IT was one of those days when you could sense the spring in your step and the feeling that: ‘Hey, it’s not such a bad old life after all.’

The sun was shining as usual, and there was a cooling breeze that was just enough to make our morning walk along the canal perfect.

A cyclist came hurtling towards us; a man of about my age, so no age at all really, clad in a spectacular outfit.

Hat, shorts, shirt and even socks were a kaleidoscope of colour. He looked as if he had been decorated with Quality Street wrappers all stitched together by Stevie Wonder.

As he got near, he waved at us in an enthusiastic way which had the effect of him partially losing control and bumping off into the overgrown area to one side.

But with the big smile still on his face, he hopped back on, chortled ’Ooops’ and pedalled off like a streak of psychedelic lightning.

The pair of ducks that sometimes patrolled that section of canal – Romeo and Juliet we christened them – had not been seen for some time, but there was Juliet with six fairly large, healthy looking ducklets.

She and Romeo it seemed, had consummated the partnership and found a safe haven away from the dark intentions of any cleaver brandishing Chinese chef looking to increase profits.

The luxuriant weed growth providing food for the carp, swayed seductively in the current and it’s a pity that the periodic dredging destroys this stuff, driving the fish away.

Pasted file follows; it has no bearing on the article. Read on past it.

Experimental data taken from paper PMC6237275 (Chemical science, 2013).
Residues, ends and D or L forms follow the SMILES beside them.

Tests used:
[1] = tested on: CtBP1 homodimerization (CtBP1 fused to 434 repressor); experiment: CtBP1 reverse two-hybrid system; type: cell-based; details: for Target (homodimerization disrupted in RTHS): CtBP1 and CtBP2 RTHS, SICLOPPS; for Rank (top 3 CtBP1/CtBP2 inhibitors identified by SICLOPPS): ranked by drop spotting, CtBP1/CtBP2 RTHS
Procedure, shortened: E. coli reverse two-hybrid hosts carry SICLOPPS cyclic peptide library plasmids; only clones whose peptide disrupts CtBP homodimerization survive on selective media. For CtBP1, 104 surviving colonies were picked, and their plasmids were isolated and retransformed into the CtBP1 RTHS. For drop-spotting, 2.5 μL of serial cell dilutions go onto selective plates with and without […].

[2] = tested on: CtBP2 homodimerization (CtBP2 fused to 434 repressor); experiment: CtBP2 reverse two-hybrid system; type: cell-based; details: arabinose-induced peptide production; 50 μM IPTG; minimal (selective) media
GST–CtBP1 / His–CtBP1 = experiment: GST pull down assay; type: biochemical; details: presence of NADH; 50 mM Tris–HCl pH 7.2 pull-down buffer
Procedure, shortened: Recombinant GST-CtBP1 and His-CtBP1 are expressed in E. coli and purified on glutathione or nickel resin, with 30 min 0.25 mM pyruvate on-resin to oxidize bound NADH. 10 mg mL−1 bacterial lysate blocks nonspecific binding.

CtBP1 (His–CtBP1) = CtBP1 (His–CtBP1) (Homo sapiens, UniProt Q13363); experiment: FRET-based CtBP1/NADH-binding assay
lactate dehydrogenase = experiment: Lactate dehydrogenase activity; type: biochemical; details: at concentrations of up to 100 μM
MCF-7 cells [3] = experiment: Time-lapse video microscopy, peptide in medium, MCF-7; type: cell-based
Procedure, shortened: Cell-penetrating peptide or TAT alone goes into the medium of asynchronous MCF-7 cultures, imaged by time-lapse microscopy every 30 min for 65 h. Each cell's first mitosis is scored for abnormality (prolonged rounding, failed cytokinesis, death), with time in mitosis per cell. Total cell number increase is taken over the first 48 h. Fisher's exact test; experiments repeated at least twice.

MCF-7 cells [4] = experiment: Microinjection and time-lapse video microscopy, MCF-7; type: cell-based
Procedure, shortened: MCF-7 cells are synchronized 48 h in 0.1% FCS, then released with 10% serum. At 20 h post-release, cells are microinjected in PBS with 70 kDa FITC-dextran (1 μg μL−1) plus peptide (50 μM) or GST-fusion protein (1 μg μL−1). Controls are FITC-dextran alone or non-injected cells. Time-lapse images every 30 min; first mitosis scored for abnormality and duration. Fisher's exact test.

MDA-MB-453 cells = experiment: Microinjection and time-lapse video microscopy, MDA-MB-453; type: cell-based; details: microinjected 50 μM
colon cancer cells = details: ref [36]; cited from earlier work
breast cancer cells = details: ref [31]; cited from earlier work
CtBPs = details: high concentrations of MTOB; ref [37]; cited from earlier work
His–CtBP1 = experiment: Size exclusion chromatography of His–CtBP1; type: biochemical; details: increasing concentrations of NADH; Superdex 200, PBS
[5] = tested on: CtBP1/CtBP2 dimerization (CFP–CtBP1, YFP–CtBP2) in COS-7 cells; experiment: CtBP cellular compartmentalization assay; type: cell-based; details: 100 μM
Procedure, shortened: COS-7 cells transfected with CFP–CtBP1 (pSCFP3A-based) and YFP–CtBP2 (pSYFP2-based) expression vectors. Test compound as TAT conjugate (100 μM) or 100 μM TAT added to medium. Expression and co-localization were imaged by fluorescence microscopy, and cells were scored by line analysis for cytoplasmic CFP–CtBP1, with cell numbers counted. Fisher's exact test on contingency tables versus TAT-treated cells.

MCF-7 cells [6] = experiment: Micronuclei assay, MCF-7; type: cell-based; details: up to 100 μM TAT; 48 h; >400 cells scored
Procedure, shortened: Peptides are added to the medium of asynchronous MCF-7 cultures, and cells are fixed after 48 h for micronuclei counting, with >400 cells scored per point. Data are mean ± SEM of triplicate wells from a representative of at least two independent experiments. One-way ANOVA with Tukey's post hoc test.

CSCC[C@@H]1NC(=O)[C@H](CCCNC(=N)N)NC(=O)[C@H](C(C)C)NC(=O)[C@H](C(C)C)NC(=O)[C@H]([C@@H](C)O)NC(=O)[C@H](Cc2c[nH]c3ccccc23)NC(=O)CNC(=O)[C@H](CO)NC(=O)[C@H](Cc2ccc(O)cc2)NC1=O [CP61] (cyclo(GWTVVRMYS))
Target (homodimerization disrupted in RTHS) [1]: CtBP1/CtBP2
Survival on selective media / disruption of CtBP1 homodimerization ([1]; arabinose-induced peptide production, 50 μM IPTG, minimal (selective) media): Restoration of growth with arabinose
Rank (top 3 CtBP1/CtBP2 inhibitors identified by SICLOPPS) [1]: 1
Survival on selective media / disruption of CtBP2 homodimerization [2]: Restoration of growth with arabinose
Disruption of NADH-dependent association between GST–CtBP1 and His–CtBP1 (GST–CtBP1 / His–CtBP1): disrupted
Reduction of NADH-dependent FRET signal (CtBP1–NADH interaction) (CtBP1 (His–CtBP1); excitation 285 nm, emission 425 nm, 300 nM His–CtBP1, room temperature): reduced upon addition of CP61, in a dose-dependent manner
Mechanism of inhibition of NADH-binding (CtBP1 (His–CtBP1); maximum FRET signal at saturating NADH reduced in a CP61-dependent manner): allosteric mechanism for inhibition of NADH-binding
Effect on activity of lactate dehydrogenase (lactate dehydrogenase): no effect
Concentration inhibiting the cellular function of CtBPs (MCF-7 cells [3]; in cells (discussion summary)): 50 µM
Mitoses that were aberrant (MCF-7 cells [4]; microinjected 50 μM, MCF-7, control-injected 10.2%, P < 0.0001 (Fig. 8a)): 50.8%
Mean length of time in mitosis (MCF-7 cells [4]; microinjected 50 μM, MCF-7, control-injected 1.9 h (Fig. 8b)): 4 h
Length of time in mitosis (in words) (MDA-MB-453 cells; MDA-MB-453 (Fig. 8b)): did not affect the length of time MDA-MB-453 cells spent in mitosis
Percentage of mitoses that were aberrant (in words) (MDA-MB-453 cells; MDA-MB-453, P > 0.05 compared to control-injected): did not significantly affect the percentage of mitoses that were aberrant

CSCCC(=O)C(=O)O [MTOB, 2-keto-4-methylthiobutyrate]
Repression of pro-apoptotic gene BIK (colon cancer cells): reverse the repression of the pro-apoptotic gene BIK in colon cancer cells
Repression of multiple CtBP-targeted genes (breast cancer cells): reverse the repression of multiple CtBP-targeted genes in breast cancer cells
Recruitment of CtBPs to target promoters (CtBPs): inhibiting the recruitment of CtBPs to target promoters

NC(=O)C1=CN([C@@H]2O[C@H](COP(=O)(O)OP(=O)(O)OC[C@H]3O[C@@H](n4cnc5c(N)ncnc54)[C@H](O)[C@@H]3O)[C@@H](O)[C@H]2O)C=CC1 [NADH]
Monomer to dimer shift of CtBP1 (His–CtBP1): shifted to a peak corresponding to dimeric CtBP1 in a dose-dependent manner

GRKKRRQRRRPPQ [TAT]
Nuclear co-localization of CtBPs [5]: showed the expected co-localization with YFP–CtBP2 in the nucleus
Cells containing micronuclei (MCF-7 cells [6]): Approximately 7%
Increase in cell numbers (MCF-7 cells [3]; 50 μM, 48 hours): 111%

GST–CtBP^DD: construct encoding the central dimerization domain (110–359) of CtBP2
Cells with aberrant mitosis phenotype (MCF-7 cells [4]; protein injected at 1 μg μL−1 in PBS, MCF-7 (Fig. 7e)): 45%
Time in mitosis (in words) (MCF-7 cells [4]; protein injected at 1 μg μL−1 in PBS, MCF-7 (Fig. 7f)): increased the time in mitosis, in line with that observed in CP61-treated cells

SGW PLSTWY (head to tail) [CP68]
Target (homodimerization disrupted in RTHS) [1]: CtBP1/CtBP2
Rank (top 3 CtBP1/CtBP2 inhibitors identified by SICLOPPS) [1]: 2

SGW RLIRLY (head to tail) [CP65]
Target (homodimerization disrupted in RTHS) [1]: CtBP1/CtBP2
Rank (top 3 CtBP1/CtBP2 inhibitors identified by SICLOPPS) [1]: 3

But it’s only temporary and here they are again, not that big by normal carp standards, but up to a kilo or two in weight if I’m any judge.

Yet more temptation for unscrupulous restaurateurs, fed up with the escalating price of merluza.

We exchanged pleasantries with other walkers and cyclists along the way, but there’s always one exception.

An athletic looking lady with muscles on her teeth and blond hair tied back resembling a plaited loaf, approached. Pumping two ski poles and staring purposefully ahead, she was a formidable sight.

With a glare that would have frozen lava and looking as if she wanted to singe off our hair before skewering us on her poles and spit roasting us, she charged on.

And all we had said was:‘Hi, lovely morning’.

All in all though, one of those days when everything seemed right with the world.

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